Cultural Differences as a Mirror of Our Similarities

Jan Carter-Black, M.S.W., Ph.D.
Assistant Professor, School of Social Work
University of Illinois at Urbana-Champaign

This interactive presentation explores the way the many needs we commonly share with people the world over are frequently overlooked simply because of the way in which various communities of people go about fulfilling these needs. As participants discuss important and often time beloved traditions passed down from one generation to the next that reflect their race, ethnicity, gender, geography and more, they’ll find they have discovered culture. This kind of knowledge, awareness and understanding creates a willingness to embrace and the ability to promote inclusiveness, which is critically important for effective leadership in our expanding global community.

About the Presenter . . . .

Dr. Jan Carter-Black is an assistant professor in the School of Social Work at the University of Illinois at Urbana-Champaign. Dr. Carter-Black spent 21 years working with children and in administration at Cunningham Children’s Home in Urbana, Illinois prior to the start of her 2nd career, in academia. Dr. Carter-Black’s research includes parenting strategies of African American families that promote healthy development and socialization (including racial identity development and socialization), and foster success in their children and youth. Dr. Carter-Black is currently working with women who are at-risk for methamphetamine use in Vermilion County. The project will provide information about the negative effects of methamphetamine use on the mental and physical health of the user as well as her children and other family members. Jan earned her B.A., M.S.W., and doctorate degrees from the University of Illinois.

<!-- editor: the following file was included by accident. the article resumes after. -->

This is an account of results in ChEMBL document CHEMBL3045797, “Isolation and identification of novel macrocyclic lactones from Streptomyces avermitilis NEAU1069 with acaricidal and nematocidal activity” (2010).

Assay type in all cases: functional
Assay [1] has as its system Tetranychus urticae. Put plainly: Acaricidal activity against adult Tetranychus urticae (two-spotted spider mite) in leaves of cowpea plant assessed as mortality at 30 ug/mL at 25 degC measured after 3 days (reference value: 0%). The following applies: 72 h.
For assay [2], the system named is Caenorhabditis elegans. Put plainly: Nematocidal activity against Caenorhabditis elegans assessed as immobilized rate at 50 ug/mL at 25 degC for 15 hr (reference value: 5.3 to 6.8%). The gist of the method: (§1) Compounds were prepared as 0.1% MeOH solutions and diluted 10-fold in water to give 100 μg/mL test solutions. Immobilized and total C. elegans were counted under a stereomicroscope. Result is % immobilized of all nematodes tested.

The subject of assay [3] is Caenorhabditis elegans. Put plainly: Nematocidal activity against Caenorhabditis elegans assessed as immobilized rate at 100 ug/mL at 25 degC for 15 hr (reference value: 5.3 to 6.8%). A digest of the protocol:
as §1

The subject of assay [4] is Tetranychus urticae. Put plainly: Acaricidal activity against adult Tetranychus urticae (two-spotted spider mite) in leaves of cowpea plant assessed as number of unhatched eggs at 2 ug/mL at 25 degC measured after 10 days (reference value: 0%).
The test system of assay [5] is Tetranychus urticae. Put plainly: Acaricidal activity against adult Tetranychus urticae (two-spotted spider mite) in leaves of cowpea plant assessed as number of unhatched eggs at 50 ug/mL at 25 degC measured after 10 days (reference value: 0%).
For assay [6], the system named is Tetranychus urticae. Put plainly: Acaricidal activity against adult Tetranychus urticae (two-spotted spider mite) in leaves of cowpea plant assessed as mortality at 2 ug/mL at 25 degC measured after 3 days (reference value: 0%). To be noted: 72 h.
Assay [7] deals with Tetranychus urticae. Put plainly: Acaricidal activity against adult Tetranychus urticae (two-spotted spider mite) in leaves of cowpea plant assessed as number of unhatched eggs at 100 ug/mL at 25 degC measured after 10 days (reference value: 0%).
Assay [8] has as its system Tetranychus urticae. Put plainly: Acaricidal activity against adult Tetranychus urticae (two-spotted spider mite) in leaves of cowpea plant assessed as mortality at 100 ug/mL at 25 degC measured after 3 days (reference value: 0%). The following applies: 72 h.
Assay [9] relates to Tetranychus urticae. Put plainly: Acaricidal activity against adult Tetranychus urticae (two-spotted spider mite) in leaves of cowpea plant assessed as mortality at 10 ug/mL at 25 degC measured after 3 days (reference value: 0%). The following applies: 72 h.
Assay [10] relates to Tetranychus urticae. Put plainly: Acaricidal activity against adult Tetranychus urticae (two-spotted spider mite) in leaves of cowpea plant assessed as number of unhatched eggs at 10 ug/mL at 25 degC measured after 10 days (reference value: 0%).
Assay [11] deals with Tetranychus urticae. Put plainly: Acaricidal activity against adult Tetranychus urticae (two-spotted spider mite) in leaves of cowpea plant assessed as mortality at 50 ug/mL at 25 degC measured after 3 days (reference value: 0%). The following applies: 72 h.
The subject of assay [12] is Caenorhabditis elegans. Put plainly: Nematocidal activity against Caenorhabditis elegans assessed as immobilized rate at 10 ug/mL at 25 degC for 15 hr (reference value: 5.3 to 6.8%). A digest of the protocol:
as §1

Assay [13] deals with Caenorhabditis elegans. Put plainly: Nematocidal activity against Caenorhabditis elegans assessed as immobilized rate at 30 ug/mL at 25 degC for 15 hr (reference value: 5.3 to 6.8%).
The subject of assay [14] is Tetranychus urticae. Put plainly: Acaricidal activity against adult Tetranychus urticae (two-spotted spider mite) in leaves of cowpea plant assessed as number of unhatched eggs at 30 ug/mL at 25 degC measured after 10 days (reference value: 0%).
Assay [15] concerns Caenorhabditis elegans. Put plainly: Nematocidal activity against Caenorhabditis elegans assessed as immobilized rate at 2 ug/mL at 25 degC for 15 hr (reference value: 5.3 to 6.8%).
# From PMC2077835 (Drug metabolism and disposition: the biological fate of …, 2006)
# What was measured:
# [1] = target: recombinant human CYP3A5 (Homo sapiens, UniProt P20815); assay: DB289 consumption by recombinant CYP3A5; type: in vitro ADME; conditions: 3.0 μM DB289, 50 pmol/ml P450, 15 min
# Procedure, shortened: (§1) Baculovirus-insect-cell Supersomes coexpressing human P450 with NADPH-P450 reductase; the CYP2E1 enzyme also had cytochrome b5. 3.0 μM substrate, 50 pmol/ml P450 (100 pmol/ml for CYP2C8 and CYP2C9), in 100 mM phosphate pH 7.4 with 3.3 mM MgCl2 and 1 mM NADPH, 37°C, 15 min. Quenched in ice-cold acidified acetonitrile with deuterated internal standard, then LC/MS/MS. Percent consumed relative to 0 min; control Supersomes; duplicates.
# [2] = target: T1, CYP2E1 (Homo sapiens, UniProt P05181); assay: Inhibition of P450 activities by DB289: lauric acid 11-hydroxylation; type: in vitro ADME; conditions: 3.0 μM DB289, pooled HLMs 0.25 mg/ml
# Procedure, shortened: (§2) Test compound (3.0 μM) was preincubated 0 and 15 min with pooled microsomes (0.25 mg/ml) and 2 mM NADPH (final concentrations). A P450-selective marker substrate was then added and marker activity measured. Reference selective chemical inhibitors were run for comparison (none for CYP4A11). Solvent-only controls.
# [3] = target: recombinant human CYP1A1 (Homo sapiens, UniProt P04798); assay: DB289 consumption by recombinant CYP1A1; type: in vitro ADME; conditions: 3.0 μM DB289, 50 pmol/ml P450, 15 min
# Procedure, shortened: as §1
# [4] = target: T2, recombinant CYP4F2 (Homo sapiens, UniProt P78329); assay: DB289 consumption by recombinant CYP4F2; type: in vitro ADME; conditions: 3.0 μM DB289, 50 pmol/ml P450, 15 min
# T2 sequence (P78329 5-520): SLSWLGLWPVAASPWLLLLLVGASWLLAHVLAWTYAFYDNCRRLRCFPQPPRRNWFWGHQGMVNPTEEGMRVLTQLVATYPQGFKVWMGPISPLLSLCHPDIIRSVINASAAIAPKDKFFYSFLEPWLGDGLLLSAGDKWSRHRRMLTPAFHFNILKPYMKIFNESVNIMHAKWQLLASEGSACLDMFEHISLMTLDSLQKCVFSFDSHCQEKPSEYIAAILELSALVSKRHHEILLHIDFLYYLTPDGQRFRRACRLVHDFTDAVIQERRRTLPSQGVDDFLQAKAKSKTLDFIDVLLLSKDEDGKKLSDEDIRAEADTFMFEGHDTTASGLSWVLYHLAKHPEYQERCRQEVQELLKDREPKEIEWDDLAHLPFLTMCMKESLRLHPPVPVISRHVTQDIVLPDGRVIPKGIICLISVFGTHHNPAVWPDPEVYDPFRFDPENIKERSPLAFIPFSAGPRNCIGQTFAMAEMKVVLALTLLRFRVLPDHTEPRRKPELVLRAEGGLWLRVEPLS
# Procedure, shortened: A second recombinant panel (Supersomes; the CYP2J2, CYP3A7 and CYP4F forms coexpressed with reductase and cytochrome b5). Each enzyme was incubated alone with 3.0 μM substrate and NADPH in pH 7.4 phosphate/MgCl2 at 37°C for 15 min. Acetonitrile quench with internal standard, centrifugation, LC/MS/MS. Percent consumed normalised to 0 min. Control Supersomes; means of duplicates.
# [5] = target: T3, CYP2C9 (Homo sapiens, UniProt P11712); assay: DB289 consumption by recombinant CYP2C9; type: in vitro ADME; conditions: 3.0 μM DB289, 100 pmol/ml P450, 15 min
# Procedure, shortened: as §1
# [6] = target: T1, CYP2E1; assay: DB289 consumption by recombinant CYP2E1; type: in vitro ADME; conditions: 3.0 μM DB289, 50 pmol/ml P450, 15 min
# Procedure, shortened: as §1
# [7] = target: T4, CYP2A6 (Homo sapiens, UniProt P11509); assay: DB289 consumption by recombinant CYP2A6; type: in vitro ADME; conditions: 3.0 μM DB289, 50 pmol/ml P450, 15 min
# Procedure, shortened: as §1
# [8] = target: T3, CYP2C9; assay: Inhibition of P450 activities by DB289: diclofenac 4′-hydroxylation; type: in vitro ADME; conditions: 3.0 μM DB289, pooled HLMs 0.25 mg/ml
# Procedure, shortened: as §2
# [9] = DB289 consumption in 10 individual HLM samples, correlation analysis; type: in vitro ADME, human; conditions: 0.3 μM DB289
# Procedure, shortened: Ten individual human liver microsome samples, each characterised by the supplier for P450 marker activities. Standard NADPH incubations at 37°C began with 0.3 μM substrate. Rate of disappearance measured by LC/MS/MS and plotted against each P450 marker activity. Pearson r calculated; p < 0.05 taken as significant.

Laboratory for Community and Economic Development | College of Agricultural, Consumer and Environmental Sciences
University of Illinois Extension | University of Illinois at Urbana-Champaign